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PREPARE: presurgery physiotherapy for patients with degenerative lumbar spine disorder: a randomized controlled trial
Linköping University, Department of Medical and Health Sciences, Division of Physiotherapy. Linköping University, Faculty of Medicine and Health Sciences.
Linköping University, Department of Clinical and Experimental Medicine, Division of Surgery, Orthopedics and Oncology. Linköping University, Faculty of Medicine and Health Sciences. Region Östergötland, Center for Surgery, Orthopaedics and Cancer Treatment, Department of Spinal Surgery. Linköping University, Center for Medical Image Science and Visualization (CMIV).
Linköping University, Department of Medical and Health Sciences, Division of Physiotherapy. Linköping University, Faculty of Medicine and Health Sciences.ORCID iD: 0000-0003-3707-5869
Linköping University, Department of Medical and Health Sciences, Division of Physiotherapy. Linköping University, Faculty of Medicine and Health Sciences. Bond University, Queensland, Australia.ORCID iD: 0000-0002-4318-9216
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2018 (English)In: The spine journal, ISSN 1529-9430, E-ISSN 1878-1632, Vol. 18, no 8, p. 1347-1355Article in journal (Refereed) Published
Abstract [en]

Background Context

Surgery because of disc herniation or spinal stenosis results mostly in large improvement in the short-term, but mild to moderate improvements for pain and disability at long-term follow-up. Prehabilitation has been defined as augmenting functional capacity before surgery, which may have beneficial effect on outcome after surgery.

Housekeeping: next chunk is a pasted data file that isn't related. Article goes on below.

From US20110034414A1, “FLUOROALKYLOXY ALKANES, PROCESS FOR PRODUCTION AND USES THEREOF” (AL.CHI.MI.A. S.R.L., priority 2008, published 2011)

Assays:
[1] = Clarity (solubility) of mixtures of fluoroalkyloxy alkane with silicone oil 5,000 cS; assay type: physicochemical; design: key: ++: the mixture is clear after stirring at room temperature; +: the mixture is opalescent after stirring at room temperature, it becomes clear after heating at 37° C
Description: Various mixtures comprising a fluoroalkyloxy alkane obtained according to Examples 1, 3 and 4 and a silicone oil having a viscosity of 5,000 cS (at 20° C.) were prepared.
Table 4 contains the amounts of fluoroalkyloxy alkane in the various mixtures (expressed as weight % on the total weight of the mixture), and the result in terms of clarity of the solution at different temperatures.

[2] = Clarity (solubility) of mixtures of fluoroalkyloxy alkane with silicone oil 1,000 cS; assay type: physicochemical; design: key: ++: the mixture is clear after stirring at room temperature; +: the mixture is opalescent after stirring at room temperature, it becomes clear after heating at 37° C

Purpose

The aim was to study if presurgery physiotherapy improves function, pain, and health in patients with degenerative lumbar spine disorder scheduled for surgery.

Study Design

A single-blinded, two-arm, randomized controlled trial (RCT).

Patient Sample

A total of 197 patients were consecutively included at a spine clinic. The inclusion criteria were patients scheduled for surgery because of disc herniation, spinal stenosis, spondylolisthesis, or degenerative disc disease (DDD), 25–80 years of age.

Outcome Measures

Primary outcome was Oswestry Disability Index (ODI). Secondary outcomes were pain intensity, anxiety, depression, self-efficacy, fear avoidance, physical activity, and treatment effect.

Methods

Patients were randomized to either presurgery physiotherapy or standardized information, with follow-up after the presurgery intervention as well as 3 and 12 months post surgery. The study was funded by regional research funds for US$77,342. No conflict of interest is declared.

Results

The presurgery physiotherapy group had better ODI, visual analog scale (VAS) back pain, EuroQol-5D (EQ-5D), EQ-VAS, Fear Avoidance Belief Questionnaire-Physical Activity (FABQ-PA), Self-Efficacy Scale (SES), and Hospital Anxiety and Depression Scale (HADS) depression scores and activity level compared with the waiting-list group after the presurgery intervention. The improvements were small, but larger than the study-specific minimal clinical important change (MCIC) in VAS back and leg pain, EQ-5D, and FABQ-PA, and almost in line with MCIC in ODI and Physical Component Summary (PCS) in the physiotherapy group. Post surgery, the only difference between the groups was higher activity level in the physiotherapy group compared with the waiting-list group.